## Better interpolate than never

February 03, 2012 at 01:03 AM | categories: basic matlab | View Comments

## Contents

## Better interpolate than never

John Kitchin

close all; clear all

We often have some data that we have obtained in the lab, and we want to solve some problem using the data. For example, suppose we have this data that describes the value of f at time t.

t = [0.5 1 3 6] f = [0.6065 0.3679 0.0498 0.0025] plot(t,f) xlabel('t') ylabel('f(t)')

t = 0.5000 1.0000 3.0000 6.0000 f = 0.6065 0.3679 0.0498 0.0025

## Estimate the value of f at t=2.

This is a simple interpolation problem.

interp1(t,f,2)

ans = 0.2089

The function we sample above is actually f(t) = exp(-t). The linearly interpolated example isn't too accurate.

exp(-2)

ans = 0.1353

## improved interpolation

we can tell Matlab to use a better interpolation scheme: cubic polynomial splines like this. For this example, it only slightly improves the interpolated answer. That is because you are trying to estimate the value of an exponential function with a cubic polynomial, it fits better than a line, but it can't accurately reproduce the exponential function.

```
interp1(t,f,2,'cubic')
```

ans = 0.1502

## The inverse question

It is easy to interpolate a new value of f given a value of t. What if we want to know the time that f=0.2? We can approach this a few ways.

## method 1

we setup an equation that interpolates f for us. Then, we setup another function that we can use fsolve on. The second function will be equal to zero at the time. The second function will look like 0 = 6.25 - f(t). The answer for 0.2=exp(-t) is t = 1.6094. Since we use interpolation here, we will get an approximate answer. The first method is not to bad.

func = @(time) interp1(t,f,time); g = @(time) 0.2 - func(time); initial_guess = 2; ans = fsolve(g, initial_guess)

Equation solved. fsolve completed because the vector of function values is near zero as measured by the default value of the function tolerance, and the problem appears regular as measured by the gradient. ans = 2.0556

## method 2: switch the interpolation order

We can switch the order of the interpolation to solve this problem.

```
interp1(f,t,0.2)
interp1(f,t,0.2,'cubic')
```

ans = 2.0556 ans = 1.5980

Note we get the same answer with linear interpolation, but a different answer with the cubic interpolation. Here the cubic interpolation does much better job of fitting. You can see why in this figure. The cubic interpolation is much closer to the true function over most of the range. Although, note that it overestimates in some regions and underestimates in other regions.

figure hold all x = linspace(0.25, 6); plot(t,f,'ko ') plot(x, interp1(t,f,x),'r-') plot(x, interp1(t,f,x,'cubic'),'b-') plot(x,exp(-x),'k--') xlabel('t') ylabel('f(t)') legend('raw data','linear interpolation','cubic interpolation','exp(-t)')

## A harder problem

Suppose we want to know at what time is 1/f = 100? Now we have to decide what do we interpolate: f(t) or 1/f(t). Let's look at both ways and decide what is best. The answer to is 4.6052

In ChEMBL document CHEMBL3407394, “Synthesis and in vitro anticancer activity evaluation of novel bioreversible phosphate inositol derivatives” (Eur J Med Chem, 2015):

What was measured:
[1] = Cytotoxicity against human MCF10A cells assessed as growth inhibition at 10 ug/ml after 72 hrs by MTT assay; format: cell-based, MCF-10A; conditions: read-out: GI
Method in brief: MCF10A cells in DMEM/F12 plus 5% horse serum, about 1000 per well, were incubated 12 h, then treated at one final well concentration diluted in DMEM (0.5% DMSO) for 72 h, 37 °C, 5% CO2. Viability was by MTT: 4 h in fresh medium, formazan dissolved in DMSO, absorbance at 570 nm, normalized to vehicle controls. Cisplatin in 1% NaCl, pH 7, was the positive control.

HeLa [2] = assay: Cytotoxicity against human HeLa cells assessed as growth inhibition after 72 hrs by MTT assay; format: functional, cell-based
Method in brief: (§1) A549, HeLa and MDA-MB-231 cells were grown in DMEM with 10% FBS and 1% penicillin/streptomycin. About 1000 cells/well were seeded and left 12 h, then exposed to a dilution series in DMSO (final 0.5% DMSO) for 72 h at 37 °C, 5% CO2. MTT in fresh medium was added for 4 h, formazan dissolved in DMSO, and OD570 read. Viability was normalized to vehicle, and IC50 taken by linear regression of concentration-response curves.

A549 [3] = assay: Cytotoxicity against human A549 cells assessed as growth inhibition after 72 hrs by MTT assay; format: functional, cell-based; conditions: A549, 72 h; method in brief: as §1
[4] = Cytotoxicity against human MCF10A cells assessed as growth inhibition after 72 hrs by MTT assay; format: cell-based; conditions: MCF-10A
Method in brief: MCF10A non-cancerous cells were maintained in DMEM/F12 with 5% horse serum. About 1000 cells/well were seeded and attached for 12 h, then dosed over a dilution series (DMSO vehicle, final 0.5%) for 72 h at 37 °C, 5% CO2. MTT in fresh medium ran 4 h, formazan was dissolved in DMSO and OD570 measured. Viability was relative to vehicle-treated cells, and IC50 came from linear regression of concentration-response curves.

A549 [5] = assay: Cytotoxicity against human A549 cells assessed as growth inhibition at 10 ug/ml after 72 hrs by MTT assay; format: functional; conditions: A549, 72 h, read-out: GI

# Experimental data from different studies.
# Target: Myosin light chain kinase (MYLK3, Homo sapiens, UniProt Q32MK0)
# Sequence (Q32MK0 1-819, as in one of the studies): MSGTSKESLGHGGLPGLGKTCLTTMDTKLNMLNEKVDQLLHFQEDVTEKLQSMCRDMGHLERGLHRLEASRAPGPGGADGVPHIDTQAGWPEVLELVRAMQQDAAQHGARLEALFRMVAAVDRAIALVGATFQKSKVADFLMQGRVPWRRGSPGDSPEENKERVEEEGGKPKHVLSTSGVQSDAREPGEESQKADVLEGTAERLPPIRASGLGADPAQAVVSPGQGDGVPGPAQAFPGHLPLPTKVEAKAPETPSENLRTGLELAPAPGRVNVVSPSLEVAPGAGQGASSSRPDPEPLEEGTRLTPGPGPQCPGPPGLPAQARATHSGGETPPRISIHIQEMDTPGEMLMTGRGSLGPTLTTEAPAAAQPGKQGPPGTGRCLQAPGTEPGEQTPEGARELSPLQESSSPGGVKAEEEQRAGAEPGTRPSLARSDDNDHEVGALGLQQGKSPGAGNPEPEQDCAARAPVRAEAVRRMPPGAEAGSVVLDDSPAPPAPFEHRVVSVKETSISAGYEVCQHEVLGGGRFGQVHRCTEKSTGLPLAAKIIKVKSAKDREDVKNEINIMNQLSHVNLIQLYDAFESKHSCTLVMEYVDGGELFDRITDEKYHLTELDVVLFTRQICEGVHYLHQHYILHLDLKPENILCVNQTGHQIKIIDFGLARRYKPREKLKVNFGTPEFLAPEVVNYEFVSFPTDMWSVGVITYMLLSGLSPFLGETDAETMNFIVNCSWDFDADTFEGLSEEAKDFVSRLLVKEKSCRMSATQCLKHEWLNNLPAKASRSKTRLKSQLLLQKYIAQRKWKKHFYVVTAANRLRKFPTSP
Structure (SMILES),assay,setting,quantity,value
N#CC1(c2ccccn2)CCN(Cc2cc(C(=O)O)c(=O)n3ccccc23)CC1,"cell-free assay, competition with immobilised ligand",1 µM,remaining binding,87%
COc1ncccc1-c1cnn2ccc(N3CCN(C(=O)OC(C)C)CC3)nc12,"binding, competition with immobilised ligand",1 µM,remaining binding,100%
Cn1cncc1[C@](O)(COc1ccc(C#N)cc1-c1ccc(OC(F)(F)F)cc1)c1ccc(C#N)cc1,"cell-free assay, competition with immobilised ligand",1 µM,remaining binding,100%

## interpolate on f(t) then invert the interpolated number

```
g2 = @(time) 100 - 1./func(time);
initial_guess = 4.5;
a1 = fsolve(g2, initial_guess)
sprintf('%%error = %1.2f',((a1 - 4.6052)/2.5*100))
```

Equation solved. fsolve completed because the vector of function values is near zero as measured by the default value of the function tolerance, and the problem appears regular as measured by the gradient. a1 = 5.5243 ans = %error = 36.76

## invert f(t) then interpolate on 1/f

```
ifunc2 = @(time) interp1(t,1./f,time);
g5 = @(time) 100 - ifunc2(time);
a2 = fsolve(g5, initial_guess)
sprintf('%%error = %1.2f',((a2 - 4.6052)/2.5*100))
```

Equation solved. fsolve completed because the vector of function values is near zero as measured by the default value of the function tolerance, and the problem appears regular as measured by the gradient. a2 = 3.6311 ans = %error = -38.96

## discussion

In this case you get different errors, one overestimates and one underestimates the answer, and by a lot: ~plus or minus 37% . Let's look at what is happening.

## plotting 1/f

figure hold all x = linspace(0.25, 6); plot(t,1./f,'ko ') plot(x, 1./interp1(t,f,x),'r-') plot(x, interp1(t,1./f,x,'cubic'),'b-') plot(x,1./exp(-x),'k--') xlabel('t') ylabel('1/f(t)') legend('raw data','linear interpolation','cubic interpolation','1/exp(-t)')

You can see that the cubic interpolation is overestimating the true function between 3 and 6, while the linear interpolation underestimates it. This is an example of where you clearly need more data in that range to make good estimates. Neither interpolation method is doing a great job. The trouble in reality is that you often do not know the real function to do this analysis. Here you can say the time is probably between 3.6 and 5.5 where 1/f(t) = 100, but you can't read much more than that into it. If you need a more precise answer, you need better data, or you need to use an approach other than interpolation. For example, you could fit an exponential function to the data and use that to estimate values at other times.

'done' % categories: basic matlab % tags: interpolation

ans = done